The US$100,000 project, called M-Health, and funded by the United Nations Population Fund, involves using mobile technology to access health services.
Patrick Okwen, the coordinator of the project, which was launched last month (20 September), tells SciDev.Net: “The way M-Health functions is that you try to use mobile phone technology to identify certain health problems and to bring community members or people who are sick closer to the doctor”.
“They can use their mobile phones, or the mobile phones of their husbands, relatives or neighbours to activate a referral system which will tell the doctor, midwife and driver that there is a woman in distress.”
Patrick Okwen, Netherlands Development Organization, Cameroon
Okwen, who is Cameroon’ focal point for Health at Netherlands Development Organization, says he started testing the M-Health technology in Lagdo, a locality in Cameroon’s Far North Region.
“In this particular case, we try to identify pregnant women and identify their homes and get their GPS [geographic positioning system] location using Google Earth when they have a problem, for example, if they have bleeding or they have abnormal pains, or they go into labour unexpectedly,” Okwen explains.
He adds: “They can use their mobile phones, or the mobile phones of their husbands, relatives or neighbours to activate a referral system which will tell the doctor, midwife and driver that there is a woman in distress. The driver, using a smartphone, will then track the woman using her GPS location and bring her to hospital”.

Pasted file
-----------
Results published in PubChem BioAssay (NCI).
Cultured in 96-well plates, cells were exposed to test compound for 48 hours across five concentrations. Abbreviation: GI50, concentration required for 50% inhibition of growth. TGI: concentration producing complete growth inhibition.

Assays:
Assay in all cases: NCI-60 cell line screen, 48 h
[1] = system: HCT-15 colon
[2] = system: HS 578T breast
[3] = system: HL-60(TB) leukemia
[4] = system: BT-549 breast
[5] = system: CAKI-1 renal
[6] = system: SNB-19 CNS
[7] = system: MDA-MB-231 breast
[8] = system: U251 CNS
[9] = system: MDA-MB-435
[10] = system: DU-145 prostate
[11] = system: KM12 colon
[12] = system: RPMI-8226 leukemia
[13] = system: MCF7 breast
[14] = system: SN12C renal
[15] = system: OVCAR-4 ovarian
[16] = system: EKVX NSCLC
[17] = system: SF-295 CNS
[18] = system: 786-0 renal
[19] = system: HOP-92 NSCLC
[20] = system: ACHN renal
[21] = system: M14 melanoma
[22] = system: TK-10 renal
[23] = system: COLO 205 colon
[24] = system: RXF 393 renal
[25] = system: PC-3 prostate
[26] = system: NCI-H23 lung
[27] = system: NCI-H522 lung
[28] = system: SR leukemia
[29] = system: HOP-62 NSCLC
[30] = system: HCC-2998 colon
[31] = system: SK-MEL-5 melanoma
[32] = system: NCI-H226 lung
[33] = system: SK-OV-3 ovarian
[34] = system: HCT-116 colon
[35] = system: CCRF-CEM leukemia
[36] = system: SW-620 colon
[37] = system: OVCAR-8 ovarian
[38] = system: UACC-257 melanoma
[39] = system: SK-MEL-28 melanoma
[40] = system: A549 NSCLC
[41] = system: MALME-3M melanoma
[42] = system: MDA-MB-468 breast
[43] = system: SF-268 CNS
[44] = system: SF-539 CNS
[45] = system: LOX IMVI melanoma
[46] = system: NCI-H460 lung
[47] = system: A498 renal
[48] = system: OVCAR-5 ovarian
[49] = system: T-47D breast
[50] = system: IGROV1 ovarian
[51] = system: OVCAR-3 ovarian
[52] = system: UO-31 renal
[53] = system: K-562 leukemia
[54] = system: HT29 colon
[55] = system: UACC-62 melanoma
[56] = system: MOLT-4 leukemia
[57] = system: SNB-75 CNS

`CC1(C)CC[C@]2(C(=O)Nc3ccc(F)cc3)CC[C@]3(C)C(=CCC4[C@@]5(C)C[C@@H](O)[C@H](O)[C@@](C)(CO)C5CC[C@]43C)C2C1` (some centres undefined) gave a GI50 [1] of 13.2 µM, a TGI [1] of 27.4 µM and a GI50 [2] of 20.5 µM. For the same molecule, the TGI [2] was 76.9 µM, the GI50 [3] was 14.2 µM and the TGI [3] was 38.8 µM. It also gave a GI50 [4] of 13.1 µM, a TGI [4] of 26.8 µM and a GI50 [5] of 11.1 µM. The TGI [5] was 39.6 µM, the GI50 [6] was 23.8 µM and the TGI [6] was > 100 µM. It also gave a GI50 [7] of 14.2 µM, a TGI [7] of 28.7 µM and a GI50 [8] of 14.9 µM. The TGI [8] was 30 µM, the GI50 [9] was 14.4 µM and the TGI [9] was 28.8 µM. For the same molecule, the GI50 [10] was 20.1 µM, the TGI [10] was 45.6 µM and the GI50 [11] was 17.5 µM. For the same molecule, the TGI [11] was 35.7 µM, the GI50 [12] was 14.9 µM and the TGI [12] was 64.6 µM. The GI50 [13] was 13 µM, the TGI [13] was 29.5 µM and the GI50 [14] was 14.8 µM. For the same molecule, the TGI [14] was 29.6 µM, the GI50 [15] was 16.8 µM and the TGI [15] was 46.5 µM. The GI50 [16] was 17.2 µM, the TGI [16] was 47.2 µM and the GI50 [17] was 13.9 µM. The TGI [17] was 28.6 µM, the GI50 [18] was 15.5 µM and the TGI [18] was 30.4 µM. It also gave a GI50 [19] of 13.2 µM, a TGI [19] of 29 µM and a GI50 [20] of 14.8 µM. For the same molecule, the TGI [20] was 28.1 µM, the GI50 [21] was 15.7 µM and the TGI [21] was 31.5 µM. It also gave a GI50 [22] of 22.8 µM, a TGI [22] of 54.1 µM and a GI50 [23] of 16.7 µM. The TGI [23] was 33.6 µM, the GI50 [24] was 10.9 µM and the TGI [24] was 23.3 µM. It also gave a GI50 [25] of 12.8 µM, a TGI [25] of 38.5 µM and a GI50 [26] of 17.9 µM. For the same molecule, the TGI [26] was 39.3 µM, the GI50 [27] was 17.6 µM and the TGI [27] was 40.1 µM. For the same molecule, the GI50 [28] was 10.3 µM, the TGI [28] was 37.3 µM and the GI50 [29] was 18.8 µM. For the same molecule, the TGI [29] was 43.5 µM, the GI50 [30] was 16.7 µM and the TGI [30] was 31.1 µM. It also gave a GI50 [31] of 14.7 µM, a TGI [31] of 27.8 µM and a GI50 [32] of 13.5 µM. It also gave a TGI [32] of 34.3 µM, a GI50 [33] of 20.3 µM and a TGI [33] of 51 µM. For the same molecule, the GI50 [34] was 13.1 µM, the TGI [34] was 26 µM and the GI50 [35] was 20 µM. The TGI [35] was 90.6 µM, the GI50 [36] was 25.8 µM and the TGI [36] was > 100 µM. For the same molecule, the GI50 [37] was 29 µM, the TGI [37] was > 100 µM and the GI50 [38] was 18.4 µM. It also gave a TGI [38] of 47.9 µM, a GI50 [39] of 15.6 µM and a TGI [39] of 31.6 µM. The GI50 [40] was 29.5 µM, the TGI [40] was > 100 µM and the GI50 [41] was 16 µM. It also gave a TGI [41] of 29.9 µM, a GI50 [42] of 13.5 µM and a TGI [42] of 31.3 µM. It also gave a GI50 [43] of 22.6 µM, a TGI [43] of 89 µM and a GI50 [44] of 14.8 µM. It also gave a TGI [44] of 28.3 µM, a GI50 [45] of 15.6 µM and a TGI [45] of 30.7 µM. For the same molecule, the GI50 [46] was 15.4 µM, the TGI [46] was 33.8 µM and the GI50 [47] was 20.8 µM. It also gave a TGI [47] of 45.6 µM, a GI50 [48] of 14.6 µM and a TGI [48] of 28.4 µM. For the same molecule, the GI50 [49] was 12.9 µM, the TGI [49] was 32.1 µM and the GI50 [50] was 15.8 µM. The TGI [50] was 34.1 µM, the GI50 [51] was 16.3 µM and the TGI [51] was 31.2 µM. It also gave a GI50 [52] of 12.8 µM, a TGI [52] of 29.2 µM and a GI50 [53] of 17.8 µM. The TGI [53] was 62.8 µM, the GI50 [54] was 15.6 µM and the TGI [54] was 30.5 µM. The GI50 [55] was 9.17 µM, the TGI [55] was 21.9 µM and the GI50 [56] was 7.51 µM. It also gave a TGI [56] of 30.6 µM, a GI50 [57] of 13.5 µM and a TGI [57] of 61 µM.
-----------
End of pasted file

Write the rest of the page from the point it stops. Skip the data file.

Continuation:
Okwen says just two days after the technology was introduced, a distress short message service (SMS) saved Sally Aishatou and her baby, who otherwise could have died. Aishatou activated the system, and before the ambulance pulled up at her home, she was lying helpless on a mat, having almost passed out.
By the time the ambulance returned to the hospital, the operation room was ready for her and she was taken into surgery immediately. Eight minutes later, her 4.71kilogram baby boy was born. Midwife Manou Djakaou was overjoyed.
“The joy in me is so great. I am so excited …. This system is very efficient. Were it not for this innovation, we could have lost this baby and his mother,” Djakaou explained. Two hours after surgery, Aishatou regained consciousness.
The project has benefitted “close to 100 women in terms of information, evacuation, arrangements of hospital visits, deliveries and caesarean sections,” Okwen says, adding that the technology could help reduce the high infant and maternal mortality rates in Cameroon.
The project has been dubbed “Tsamounde”, which means hope in the local Fufuldé language.
The WHO statistics show that 600 women out of every 100,000 die while giving birth or from birth-related complications in Cameroon.
This article has been produced by SciDev.Net's Sub-Saharan Africa desk.